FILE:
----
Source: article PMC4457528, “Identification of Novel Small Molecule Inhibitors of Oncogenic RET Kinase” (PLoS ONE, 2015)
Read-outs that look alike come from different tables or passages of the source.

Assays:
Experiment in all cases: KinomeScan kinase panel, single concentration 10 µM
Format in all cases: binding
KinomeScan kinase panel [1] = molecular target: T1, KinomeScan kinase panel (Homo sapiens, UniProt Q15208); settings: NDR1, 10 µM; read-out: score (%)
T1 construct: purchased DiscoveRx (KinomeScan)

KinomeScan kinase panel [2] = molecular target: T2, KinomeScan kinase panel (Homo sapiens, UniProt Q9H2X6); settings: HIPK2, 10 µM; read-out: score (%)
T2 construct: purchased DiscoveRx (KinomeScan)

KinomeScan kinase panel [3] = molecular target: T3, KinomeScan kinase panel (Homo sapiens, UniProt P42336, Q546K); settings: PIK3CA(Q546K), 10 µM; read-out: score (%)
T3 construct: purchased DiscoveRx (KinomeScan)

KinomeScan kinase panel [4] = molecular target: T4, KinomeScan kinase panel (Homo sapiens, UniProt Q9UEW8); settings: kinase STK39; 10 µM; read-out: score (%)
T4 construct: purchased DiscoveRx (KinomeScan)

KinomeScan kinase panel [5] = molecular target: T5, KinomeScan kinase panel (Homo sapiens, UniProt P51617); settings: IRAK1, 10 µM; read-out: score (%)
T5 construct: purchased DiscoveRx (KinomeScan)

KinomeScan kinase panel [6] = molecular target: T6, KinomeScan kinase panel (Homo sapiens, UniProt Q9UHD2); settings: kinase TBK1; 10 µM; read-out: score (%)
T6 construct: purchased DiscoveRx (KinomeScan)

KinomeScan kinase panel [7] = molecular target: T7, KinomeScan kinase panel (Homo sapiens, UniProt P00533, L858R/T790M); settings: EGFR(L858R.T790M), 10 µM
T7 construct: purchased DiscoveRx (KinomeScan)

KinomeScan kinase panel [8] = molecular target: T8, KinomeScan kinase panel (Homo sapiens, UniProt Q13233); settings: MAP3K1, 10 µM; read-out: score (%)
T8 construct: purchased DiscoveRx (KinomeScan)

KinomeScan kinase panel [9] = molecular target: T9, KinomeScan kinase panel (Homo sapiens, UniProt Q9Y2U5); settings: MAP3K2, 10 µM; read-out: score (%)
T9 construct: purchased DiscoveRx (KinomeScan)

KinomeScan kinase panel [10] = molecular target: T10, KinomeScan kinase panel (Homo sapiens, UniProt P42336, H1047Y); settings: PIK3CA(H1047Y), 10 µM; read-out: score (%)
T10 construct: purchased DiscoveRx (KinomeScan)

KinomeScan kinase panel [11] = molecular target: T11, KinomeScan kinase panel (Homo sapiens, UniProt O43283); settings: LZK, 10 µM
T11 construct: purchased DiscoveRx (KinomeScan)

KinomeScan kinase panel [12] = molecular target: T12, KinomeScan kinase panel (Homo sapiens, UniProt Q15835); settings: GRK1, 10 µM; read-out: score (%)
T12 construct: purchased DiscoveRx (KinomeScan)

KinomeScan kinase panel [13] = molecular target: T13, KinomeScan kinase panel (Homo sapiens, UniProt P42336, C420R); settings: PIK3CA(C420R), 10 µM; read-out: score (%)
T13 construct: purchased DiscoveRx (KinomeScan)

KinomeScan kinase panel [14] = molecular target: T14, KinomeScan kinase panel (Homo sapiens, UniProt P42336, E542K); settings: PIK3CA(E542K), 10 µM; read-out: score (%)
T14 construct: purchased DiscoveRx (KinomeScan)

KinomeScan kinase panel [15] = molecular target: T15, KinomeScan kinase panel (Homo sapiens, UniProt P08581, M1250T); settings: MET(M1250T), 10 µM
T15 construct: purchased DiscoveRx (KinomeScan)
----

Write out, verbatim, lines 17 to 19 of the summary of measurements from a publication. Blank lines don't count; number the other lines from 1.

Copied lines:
T6 construct: purchased DiscoveRx (KinomeScan)

KinomeScan kinase panel [7] = molecular target: T7, KinomeScan kinase panel (Homo sapiens, UniProt P00533, L858R/T790M); settings: EGFR(L858R.T790M), 10 µM
T7 construct: purchased DiscoveRx (KinomeScan)